The cost of violence
by Latoya Burnham
Domestic abuse not only causes harm to the person on the receiving end, but there is an economic cost as well.
Violence advocate, Jamonica Beckles, told a group of mostly women last night at the Garden Church of God in St. James that there was more than one way to sum up the damage done through domestic violence.
The Business and Professional Women’s group discussion held as part of the 16 Days of Activism, focused on Understanding Domestic Violence: A Local Perspective.
“In terms of costs, let’s look at the health care system. If a woman has been injured, what happens there? Medication that could have gone down the line to someone else has to go to her because of the injuries that she would have received,” she noted.
“In terms of the production line, if that woman produces five cans of drink per day, when she is not there then who produces that. So then the production line, there is a cost there and further along, the economy – instead of putting into NIS she is there to take out because of the illness, because of what she is going through; so there is a cost to it.”
Beckles went on to tell the audience, several of whom were members of the Church of God, that these costs, and the overall effects of domestic abuse could be helped with the involvement of institutions like the church.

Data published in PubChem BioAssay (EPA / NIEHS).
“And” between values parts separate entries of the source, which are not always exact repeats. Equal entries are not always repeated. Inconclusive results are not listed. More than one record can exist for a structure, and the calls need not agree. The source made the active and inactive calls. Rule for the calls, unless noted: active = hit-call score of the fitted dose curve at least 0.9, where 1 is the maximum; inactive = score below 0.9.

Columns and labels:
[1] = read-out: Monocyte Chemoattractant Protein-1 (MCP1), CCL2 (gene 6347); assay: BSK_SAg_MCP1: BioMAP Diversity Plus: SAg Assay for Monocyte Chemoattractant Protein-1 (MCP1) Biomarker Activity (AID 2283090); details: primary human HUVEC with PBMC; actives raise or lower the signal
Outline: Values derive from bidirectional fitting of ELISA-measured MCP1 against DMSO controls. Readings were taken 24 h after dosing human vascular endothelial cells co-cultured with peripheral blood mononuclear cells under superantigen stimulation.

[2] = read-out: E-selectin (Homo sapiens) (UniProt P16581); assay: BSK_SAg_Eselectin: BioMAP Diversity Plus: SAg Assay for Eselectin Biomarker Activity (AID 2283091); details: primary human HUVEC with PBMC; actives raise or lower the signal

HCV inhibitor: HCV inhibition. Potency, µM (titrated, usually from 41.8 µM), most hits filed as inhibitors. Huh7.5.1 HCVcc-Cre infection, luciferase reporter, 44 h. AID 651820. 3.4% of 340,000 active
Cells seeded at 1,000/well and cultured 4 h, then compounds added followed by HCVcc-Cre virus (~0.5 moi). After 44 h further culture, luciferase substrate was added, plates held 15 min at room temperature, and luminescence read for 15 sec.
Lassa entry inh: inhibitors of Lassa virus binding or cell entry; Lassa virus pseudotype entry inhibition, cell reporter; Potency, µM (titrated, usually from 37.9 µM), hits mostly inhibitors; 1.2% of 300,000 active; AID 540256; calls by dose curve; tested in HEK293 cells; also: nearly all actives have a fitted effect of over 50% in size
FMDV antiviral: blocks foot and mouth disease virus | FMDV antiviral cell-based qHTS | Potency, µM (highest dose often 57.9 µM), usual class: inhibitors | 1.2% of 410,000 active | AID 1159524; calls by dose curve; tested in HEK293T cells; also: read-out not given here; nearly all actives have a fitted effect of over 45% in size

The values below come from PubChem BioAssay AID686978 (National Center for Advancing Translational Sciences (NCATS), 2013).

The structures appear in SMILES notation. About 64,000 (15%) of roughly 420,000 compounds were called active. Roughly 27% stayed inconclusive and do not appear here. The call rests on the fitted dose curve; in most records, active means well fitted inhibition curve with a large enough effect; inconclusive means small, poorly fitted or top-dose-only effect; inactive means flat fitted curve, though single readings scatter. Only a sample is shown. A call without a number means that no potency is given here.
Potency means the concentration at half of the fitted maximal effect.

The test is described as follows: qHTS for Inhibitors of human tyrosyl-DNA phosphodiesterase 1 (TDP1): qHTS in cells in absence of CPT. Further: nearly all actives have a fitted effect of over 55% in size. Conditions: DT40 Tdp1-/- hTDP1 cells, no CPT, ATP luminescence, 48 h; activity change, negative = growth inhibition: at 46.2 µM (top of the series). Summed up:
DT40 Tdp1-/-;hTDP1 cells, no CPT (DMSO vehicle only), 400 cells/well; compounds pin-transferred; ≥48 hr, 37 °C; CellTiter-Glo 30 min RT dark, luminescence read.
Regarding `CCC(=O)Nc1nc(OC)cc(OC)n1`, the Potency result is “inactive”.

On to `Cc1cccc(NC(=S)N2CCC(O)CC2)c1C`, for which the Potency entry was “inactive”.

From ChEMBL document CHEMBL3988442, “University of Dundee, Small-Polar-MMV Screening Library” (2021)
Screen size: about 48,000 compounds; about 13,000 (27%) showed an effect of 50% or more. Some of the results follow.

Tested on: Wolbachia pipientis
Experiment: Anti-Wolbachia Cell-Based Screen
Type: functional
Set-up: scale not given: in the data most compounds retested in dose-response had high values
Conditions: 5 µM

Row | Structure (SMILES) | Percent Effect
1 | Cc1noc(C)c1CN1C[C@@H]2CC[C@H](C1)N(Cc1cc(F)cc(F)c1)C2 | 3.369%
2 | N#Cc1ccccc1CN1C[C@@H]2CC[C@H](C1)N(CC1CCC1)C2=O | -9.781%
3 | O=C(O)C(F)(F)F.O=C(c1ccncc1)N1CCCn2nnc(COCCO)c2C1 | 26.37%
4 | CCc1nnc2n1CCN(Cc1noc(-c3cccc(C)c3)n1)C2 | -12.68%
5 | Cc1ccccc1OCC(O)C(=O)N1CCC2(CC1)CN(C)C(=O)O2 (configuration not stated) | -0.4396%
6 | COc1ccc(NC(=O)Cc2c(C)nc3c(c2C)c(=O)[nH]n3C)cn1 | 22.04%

“The church has a part to play. If there is a woman in the congregation that is going through domestic violence, moral support is so important. A woman who does not receive that support from you will drop out of that congregation,” she said, adding that couples looking to get married as well should go through counselling before tying the knot.
“As members of the church, you should know of the resources in your community in terms of where can I find a support group, where is the nearest shelter that women can go to, where can I find counselling for someone who is going through this type of abuse?”
Beckles told them as well, “Maintain confidentiality; that is big on the list. If a man or woman comes and confides that they are going through stuff, you need to maintain whatever that person says to you in the strictest confidence. You go out there and say, and by the end of the service the entire congregation knows she was beaten last night, that would be something else for that woman. You are traumatising that woman all over again by the stares she would receive or even by some persons who would be so bold as to pass and say stuff.”
She advised them as well that beyond just praying they had to get up and do something about the situation.